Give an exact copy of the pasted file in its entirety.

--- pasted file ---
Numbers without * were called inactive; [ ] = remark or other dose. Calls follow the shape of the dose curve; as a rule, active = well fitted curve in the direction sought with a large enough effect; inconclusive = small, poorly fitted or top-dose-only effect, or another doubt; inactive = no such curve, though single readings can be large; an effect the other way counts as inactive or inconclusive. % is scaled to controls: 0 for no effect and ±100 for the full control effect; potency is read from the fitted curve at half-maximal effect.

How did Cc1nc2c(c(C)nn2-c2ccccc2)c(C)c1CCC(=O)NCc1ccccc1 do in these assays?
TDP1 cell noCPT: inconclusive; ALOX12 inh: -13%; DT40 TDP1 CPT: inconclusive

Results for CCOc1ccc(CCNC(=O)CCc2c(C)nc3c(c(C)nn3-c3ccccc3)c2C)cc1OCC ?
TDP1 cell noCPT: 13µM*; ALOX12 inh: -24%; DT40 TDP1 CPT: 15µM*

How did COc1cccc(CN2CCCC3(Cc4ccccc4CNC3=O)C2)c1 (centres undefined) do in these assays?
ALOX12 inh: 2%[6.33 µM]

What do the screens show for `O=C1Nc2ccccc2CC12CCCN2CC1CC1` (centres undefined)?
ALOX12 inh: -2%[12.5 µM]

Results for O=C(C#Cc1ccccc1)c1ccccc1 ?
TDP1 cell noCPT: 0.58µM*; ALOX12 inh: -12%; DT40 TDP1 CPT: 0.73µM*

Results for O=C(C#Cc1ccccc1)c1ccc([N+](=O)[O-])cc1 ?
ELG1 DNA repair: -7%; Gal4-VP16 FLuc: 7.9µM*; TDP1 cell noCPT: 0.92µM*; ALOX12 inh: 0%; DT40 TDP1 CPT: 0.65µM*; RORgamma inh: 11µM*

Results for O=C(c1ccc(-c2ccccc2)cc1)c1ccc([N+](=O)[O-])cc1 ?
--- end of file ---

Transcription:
Numbers without * were called inactive; [ ] = remark or other dose. Calls follow the shape of the dose curve; as a rule, active = well fitted curve in the direction sought with a large enough effect; inconclusive = small, poorly fitted or top-dose-only effect, or another doubt; inactive = no such curve, though single readings can be large; an effect the other way counts as inactive or inconclusive. % is scaled to controls: 0 for no effect and ±100 for the full control effect; potency is read from the fitted curve at half-maximal effect.

How did Cc1nc2c(c(C)nn2-c2ccccc2)c(C)c1CCC(=O)NCc1ccccc1 do in these assays?
TDP1 cell noCPT: inconclusive; ALOX12 inh: -13%; DT40 TDP1 CPT: inconclusive

Results for CCOc1ccc(CCNC(=O)CCc2c(C)nc3c(c(C)nn3-c3ccccc3)c2C)cc1OCC ?
TDP1 cell noCPT: 13µM*; ALOX12 inh: -24%; DT40 TDP1 CPT: 15µM*

How did COc1cccc(CN2CCCC3(Cc4ccccc4CNC3=O)C2)c1 (centres undefined) do in these assays?
ALOX12 inh: 2%[6.33 µM]

What do the screens show for `O=C1Nc2ccccc2CC12CCCN2CC1CC1` (centres undefined)?
ALOX12 inh: -2%[12.5 µM]

Results for O=C(C#Cc1ccccc1)c1ccccc1 ?
TDP1 cell noCPT: 0.58µM*; ALOX12 inh: -12%; DT40 TDP1 CPT: 0.73µM*

Results for O=C(C#Cc1ccccc1)c1ccc([N+](=O)[O-])cc1 ?
ELG1 DNA repair: -7%; Gal4-VP16 FLuc: 7.9µM*; TDP1 cell noCPT: 0.92µM*; ALOX12 inh: 0%; DT40 TDP1 CPT: 0.65µM*; RORgamma inh: 11µM*

Results for O=C(c1ccc(-c2ccccc2)cc1)c1ccc([N+](=O)[O-])cc1 ?